Via fabled River activist Bob Boyle: Prompted by a vast uptick in rail and barge transportation of fossil fuels along the Hudson River, the 625,000-member Center for Biological Diversity put the Coast Guard and EPA on notice today of its plans to sue if steps are not taken to address the risks posed.
The group warns of potential harm to “millions of people” in the region due to spill plans which have been rendered “inadequate” by the huge increase in fuels running south down the River—as well as major new storage capacity at sites like the Port of Albany, which handled an estimated “one billion gallons of Bakken crude oil alone” in the past year.
“Given the unprecedented increase in rail and barge transport of oil through the planning area, and given the new products and wastes being transported, impacts to species hold far greater risk than was the case just a few years ago,” the Center writes in its memo to the Federal agencies.
Much of that increase comes from tracking and tar sands extraction in the Dakotas and Canada, fuel sources which the Center says pose even bigger risks to the fish, birds, mammals plants and habitats in and around the river than ordinary crude oil due to differing densities and properties which could make cleanup all the more difficult.
The memo arrives in the context of a protracted review of safety measures related to oil transportation which are supposed to be codified in the “New York and New Jersey Area Contingency Plan for multi-agency prevention of and response to oil and hazardous waste spills.”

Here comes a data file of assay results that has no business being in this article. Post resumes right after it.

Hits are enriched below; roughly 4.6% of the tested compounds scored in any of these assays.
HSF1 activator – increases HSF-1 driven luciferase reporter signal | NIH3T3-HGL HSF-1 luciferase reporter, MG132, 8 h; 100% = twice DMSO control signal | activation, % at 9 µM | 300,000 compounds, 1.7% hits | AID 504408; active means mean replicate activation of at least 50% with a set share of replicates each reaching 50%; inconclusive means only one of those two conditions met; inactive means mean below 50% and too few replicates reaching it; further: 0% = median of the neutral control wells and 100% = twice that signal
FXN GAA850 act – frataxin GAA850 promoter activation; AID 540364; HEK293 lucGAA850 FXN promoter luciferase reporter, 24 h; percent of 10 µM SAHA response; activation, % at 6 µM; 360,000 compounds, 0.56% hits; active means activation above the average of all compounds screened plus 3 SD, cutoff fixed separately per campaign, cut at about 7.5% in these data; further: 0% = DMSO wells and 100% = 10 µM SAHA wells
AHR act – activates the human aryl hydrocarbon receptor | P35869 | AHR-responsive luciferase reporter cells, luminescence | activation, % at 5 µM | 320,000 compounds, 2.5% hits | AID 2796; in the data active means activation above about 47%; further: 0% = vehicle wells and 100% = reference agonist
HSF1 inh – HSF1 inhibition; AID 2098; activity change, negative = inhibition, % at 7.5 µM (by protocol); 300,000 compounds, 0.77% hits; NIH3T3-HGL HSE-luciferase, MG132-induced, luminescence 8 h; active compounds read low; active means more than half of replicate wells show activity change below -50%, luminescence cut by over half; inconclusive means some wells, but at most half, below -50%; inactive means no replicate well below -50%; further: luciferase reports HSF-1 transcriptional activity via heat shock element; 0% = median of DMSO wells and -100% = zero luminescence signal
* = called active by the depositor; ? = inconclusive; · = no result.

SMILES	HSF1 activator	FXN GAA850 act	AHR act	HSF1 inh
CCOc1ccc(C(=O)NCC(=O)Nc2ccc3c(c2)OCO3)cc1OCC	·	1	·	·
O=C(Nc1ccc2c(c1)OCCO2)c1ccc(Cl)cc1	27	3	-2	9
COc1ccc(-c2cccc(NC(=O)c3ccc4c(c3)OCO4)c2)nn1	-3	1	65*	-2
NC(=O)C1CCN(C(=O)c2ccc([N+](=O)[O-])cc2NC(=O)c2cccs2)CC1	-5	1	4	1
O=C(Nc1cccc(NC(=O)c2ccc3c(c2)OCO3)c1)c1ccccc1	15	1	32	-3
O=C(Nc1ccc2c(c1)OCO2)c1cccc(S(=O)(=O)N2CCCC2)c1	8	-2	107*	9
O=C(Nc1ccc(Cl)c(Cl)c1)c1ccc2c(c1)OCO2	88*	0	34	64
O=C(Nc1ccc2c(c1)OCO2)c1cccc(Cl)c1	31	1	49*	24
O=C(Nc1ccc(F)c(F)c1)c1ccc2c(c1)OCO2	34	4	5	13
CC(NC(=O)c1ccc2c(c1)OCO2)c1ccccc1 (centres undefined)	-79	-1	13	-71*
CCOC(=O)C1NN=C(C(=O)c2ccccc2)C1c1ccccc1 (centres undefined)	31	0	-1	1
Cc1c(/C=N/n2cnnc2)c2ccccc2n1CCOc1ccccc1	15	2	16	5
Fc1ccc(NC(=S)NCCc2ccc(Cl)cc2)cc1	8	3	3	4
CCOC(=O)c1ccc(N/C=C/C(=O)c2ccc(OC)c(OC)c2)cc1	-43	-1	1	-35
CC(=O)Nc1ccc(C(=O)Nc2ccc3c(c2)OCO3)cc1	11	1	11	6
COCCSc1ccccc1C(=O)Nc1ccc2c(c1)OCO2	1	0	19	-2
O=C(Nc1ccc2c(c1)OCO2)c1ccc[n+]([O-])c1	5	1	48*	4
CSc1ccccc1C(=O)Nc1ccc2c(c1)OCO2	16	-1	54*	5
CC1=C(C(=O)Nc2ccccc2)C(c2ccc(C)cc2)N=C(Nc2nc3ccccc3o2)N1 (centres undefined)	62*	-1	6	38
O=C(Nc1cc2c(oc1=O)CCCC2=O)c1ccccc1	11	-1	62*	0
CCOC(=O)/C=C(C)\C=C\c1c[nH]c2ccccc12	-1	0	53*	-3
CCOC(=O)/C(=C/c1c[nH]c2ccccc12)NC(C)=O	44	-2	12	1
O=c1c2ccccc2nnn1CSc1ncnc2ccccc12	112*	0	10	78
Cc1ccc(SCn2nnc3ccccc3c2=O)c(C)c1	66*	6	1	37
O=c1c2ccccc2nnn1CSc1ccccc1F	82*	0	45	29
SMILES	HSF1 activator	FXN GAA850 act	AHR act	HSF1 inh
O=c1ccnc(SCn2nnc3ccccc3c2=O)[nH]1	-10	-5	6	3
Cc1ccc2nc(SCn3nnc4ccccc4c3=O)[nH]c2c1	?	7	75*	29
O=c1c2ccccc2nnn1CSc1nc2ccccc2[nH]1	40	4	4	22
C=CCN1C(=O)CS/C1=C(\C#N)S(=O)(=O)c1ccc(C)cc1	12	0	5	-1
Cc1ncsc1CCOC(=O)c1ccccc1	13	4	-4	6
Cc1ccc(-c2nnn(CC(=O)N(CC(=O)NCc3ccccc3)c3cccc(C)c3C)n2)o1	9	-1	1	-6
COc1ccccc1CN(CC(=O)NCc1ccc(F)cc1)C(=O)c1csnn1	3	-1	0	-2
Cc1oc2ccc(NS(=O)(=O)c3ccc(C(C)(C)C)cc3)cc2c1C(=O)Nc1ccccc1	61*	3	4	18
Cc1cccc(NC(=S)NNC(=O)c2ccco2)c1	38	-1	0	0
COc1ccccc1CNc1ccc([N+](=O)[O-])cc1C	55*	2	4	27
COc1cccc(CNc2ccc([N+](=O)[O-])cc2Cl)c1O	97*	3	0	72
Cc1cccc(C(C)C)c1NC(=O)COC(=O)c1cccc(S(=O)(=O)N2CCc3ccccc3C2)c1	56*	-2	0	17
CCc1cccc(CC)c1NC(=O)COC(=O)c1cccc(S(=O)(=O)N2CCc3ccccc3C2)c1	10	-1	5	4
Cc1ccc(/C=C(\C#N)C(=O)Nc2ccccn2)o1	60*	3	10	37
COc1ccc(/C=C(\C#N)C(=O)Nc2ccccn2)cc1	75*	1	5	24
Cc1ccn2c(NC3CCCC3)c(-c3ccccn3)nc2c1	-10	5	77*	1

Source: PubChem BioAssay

The Center further notes that “until formal consultation is complete … harm to any listed species resulting from spill response activities could subject government employees or private workers to substantial civil and even criminal penalties” in the event of a disaster.
Governor Andrew Cuomo “recently signed an Executive Order attempting to address acknowledged deficiencies in the [Plan],” the Group points out. The Order requires “state agencies to petition the federal government to upgrade outdated and inadequate oil tanker safety regulations and further requires state agencies to provide a fresh assessment of the dangers of moving oil by rail through the State” in hopes of averting “a ‘catastrophic accident’ that would seriously damage the state’s natural resources.”
The group’s concerns are not limited only to fossil fuels, but also transport and disposal of fracking byproducts such as “toxic wastewater that must be heavily treated before it can be released into the environment.”